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Theresa Payton, Founder, Fortalice, LLC; Author

Theresa Payton, Founder, Fortalice, LLC; Author

From 2006-2008, Theresa Payton served as the White House CIO for the Bush administration. In 2008 she founded Fortalice, a security consulting firm focused on fraud issues related to consumer protection. She spoke today at IBM’s Counter Fraud Summit in New York. A Smarter Planet caught up with her to get her perspectives.  Here’s a snapshot of that conversation.

Smarter Planet: What types of fraud do you believe businesses should brace themselves for in 2014 and beyond?
Theresa Payton: There are multiple types of fraud consistently reported by businesses around the globe. They include the back office type, such as asset misappropriation, accounting fraud and procurement fraud. There are also fraud and financial crimes related to money laundering, and false claims. And then there’s also cybercrime. With all the digital smokescreens now available, I believe you will see these types of fraud continue. But you will also see cybercrime as a percentage of overall fraud numbers climb as the entry point to fraudulent activity. Continue Reading »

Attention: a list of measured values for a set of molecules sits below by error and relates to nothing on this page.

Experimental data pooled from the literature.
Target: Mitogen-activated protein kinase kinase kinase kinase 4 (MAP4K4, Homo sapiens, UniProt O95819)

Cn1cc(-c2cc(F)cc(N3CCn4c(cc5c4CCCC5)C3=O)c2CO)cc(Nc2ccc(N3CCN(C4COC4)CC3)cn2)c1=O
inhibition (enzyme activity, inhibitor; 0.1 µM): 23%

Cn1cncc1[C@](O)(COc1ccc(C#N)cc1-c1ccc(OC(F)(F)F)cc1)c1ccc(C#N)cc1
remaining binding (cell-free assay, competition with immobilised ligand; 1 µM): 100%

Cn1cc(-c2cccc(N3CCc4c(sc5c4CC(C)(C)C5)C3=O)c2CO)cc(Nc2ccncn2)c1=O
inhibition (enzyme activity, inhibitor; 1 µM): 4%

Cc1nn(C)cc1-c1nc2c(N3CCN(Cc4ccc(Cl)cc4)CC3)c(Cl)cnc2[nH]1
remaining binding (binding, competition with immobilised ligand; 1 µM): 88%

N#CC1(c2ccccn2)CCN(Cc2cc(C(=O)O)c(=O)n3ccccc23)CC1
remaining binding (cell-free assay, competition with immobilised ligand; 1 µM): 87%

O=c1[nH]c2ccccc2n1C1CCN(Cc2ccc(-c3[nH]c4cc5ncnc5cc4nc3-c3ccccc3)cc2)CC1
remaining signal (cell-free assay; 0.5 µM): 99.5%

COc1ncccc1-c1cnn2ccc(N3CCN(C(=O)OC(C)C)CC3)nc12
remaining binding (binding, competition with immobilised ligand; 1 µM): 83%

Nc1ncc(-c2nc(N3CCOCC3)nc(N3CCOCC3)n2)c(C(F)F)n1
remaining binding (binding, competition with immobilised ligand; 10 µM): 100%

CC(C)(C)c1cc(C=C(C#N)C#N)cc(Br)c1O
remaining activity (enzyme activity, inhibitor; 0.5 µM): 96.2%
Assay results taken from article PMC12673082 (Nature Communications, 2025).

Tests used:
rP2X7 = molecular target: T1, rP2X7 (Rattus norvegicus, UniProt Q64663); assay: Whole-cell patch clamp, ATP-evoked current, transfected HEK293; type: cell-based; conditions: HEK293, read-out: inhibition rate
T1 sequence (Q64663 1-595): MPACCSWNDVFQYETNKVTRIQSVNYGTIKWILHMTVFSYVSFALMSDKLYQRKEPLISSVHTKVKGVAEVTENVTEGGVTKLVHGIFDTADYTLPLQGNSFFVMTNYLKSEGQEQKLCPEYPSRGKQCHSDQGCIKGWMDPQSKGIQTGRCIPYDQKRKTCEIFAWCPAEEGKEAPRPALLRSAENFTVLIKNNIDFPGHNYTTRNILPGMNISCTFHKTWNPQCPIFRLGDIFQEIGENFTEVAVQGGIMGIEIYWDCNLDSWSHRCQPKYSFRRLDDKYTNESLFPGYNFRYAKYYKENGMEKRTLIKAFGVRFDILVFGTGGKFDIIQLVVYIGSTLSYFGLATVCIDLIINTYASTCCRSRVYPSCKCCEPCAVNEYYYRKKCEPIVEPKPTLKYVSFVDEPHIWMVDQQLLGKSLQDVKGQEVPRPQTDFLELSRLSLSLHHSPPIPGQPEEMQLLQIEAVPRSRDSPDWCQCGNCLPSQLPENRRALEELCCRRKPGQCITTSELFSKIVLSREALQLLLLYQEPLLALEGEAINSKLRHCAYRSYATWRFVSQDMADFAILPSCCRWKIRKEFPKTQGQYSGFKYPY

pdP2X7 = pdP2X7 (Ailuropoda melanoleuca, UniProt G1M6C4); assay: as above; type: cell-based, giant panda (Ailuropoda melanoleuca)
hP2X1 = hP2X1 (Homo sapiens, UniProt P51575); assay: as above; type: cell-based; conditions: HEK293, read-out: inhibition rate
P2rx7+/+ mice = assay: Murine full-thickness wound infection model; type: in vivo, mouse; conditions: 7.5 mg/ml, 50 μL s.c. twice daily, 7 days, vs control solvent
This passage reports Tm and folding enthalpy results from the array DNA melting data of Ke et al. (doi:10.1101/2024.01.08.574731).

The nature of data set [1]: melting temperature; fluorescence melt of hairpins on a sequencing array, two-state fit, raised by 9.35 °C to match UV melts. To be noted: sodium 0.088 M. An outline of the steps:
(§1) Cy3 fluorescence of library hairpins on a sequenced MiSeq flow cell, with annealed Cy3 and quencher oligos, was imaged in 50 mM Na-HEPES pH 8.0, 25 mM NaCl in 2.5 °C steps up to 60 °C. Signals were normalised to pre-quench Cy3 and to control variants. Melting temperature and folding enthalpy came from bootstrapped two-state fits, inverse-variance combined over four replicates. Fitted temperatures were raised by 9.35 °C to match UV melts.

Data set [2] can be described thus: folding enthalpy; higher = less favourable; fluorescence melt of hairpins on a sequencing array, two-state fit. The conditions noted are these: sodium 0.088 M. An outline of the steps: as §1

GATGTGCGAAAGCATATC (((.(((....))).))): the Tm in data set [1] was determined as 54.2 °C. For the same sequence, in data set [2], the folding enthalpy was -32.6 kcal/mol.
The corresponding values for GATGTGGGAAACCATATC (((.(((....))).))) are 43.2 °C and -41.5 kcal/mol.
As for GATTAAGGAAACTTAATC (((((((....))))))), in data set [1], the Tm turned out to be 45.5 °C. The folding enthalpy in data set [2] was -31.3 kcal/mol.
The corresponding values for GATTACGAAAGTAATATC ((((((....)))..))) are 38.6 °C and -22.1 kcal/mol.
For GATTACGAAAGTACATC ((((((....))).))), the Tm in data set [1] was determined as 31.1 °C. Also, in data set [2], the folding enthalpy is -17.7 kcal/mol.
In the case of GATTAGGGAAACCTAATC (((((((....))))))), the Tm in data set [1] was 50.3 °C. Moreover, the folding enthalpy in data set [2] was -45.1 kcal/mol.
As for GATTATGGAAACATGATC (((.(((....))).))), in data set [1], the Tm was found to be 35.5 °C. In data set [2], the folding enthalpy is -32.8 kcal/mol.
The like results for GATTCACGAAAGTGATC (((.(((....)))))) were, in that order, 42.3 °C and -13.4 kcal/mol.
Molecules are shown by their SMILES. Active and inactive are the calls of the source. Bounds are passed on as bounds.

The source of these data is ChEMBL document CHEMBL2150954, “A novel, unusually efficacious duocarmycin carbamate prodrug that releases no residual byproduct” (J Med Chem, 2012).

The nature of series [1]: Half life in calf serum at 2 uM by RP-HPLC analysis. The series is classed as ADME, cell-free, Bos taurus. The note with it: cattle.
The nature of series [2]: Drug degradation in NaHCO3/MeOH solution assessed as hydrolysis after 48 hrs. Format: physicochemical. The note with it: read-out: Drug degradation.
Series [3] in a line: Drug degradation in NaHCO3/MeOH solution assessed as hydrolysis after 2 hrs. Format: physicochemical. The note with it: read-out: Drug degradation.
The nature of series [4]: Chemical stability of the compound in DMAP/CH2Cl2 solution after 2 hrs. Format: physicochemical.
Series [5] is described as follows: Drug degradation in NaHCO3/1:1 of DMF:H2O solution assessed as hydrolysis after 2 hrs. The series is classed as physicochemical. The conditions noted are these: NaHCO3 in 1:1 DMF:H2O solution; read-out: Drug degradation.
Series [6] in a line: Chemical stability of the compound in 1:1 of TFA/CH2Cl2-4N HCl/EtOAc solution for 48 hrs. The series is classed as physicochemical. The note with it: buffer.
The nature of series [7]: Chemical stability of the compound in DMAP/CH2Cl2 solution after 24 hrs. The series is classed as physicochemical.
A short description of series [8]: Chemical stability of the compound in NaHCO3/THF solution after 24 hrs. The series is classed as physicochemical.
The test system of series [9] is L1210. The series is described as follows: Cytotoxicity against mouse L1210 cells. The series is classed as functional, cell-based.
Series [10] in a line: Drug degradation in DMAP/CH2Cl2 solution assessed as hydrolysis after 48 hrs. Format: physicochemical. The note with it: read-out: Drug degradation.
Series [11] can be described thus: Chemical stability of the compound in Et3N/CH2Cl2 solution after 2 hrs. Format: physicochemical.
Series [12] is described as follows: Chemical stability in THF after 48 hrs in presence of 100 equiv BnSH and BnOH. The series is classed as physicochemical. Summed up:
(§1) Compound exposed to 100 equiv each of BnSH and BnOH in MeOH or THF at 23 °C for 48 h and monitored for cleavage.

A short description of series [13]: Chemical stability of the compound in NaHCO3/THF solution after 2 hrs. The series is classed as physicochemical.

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Robert Griffin, Vice President, Industry Solutions, IBM

Robert Griffin, Vice President, Counter Fraud Solutions, IBM

By Robert Griffin

“Fraud is a normal cost of doing business.”

Any organization that subscribes to this long-standing mantra needs to rethink their priorities. With 2.5 billion gigabytes of data created every day, fraud is taking on a new face in the Big Data world.

According to the Association of Certified Fraud Examiners (ACFE), organizations forfeit five percent of annual revenue to fraud, which by conservative estimates amounts to more than $3.5 trillion lost each year to global fraud and financial crimes. Fraudulent activity has grown in scope, volume and complexity, with the brash sophistication of recent attacks — and magnitude of damage, both to the brand and bottom line — elevating the anti-fraud conversation from acceptable loss to C-Suite imperative.

Today’s generation of organized and digitally-savvy criminals are using the same technologies that deliver efficiency to business and convenience to consumers — such as mobile devices, social networks and cloud platforms — to constantly probe for vulnerabilities and weaknesses. The pace of this threat continues to accelerate. Identity fraud impacted more than 12 million individuals in 2012, resulting in theft of nearly $21 billion, and each day the U.S. healthcare industry loses $650 million due to fraudulent claims and payments. Continue Reading »